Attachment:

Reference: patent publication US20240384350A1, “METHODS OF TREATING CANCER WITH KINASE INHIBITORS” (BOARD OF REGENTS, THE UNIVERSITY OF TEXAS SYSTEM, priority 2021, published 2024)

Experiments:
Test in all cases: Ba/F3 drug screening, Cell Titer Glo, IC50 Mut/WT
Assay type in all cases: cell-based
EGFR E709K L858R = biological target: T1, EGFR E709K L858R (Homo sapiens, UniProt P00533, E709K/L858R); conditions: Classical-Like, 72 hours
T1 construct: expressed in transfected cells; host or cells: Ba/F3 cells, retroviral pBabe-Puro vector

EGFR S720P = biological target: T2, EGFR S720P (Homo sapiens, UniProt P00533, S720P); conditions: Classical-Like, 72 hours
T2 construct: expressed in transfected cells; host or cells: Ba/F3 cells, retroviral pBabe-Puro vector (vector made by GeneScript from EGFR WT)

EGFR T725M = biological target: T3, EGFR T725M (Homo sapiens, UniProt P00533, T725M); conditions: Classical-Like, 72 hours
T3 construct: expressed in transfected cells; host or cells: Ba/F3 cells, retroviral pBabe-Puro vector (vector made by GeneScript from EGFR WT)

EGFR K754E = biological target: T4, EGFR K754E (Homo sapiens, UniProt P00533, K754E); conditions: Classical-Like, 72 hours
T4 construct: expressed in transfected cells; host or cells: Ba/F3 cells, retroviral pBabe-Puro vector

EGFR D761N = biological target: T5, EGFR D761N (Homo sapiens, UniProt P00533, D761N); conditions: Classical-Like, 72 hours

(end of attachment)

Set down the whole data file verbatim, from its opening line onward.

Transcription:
Reference: patent publication US20240384350A1, “METHODS OF TREATING CANCER WITH KINASE INHIBITORS” (BOARD OF REGENTS, THE UNIVERSITY OF TEXAS SYSTEM, priority 2021, published 2024)

Experiments:
Test in all cases: Ba/F3 drug screening, Cell Titer Glo, IC50 Mut/WT
Assay type in all cases: cell-based
EGFR E709K L858R = biological target: T1, EGFR E709K L858R (Homo sapiens, UniProt P00533, E709K/L858R); conditions: Classical-Like, 72 hours
T1 construct: expressed in transfected cells; host or cells: Ba/F3 cells, retroviral pBabe-Puro vector

EGFR S720P = biological target: T2, EGFR S720P (Homo sapiens, UniProt P00533, S720P); conditions: Classical-Like, 72 hours
T2 construct: expressed in transfected cells; host or cells: Ba/F3 cells, retroviral pBabe-Puro vector (vector made by GeneScript from EGFR WT)

EGFR T725M = biological target: T3, EGFR T725M (Homo sapiens, UniProt P00533, T725M); conditions: Classical-Like, 72 hours
T3 construct: expressed in transfected cells; host or cells: Ba/F3 cells, retroviral pBabe-Puro vector (vector made by GeneScript from EGFR WT)

EGFR K754E = biological target: T4, EGFR K754E (Homo sapiens, UniProt P00533, K754E); conditions: Classical-Like, 72 hours
T4 construct: expressed in transfected cells; host or cells: Ba/F3 cells, retroviral pBabe-Puro vector

EGFR D761N = biological target: T5, EGFR D761N (Homo sapiens, UniProt P00533, D761N); conditions: Classical-Like, 72 hours